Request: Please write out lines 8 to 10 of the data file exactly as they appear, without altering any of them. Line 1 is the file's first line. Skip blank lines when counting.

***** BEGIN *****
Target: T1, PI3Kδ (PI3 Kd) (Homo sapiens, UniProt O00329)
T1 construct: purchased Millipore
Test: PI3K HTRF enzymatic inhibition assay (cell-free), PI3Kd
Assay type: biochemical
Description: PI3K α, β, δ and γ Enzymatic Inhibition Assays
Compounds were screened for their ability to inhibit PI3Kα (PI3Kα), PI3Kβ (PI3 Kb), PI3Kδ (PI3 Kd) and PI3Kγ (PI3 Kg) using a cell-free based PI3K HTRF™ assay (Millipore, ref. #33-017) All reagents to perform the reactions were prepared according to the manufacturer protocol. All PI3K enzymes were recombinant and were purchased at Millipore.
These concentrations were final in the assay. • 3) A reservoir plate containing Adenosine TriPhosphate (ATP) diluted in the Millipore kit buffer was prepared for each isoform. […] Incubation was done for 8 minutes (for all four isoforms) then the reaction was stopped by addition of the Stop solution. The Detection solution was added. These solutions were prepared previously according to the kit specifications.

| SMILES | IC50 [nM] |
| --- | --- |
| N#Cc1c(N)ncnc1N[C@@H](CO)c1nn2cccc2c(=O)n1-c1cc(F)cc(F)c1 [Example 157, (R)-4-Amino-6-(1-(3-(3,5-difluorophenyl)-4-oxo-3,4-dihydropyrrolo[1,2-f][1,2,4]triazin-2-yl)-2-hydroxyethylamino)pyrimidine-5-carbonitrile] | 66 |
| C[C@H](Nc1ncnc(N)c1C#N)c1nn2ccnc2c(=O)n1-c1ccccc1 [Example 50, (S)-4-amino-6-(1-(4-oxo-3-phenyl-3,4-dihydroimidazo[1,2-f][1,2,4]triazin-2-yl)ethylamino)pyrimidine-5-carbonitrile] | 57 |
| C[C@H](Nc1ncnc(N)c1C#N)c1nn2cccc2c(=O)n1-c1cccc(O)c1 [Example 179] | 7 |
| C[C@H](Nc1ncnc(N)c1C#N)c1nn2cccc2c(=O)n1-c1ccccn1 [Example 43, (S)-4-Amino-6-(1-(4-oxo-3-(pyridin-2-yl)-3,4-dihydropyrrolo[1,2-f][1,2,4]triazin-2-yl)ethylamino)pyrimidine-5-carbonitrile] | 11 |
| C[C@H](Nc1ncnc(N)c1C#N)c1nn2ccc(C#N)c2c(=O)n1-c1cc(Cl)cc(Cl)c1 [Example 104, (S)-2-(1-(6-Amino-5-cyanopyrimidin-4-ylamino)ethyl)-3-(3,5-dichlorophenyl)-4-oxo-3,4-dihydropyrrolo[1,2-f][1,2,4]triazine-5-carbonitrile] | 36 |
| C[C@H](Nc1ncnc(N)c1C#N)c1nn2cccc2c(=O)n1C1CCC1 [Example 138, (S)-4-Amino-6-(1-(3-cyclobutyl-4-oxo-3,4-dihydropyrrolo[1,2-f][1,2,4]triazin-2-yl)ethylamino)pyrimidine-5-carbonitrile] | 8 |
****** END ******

| SMILES | IC50 [nM] |
| --- | --- |
| N#Cc1c(N)ncnc1N[C@@H](CO)c1nn2cccc2c(=O)n1-c1cc(F)cc(F)c1 [Example 157, (R)-4-Amino-6-(1-(3-(3,5-difluorophenyl)-4-oxo-3,4-dihydropyrrolo[1,2-f][1,2,4]triazin-2-yl)-2-hydroxyethylamino)pyrimidine-5-carbonitrile] | 66 |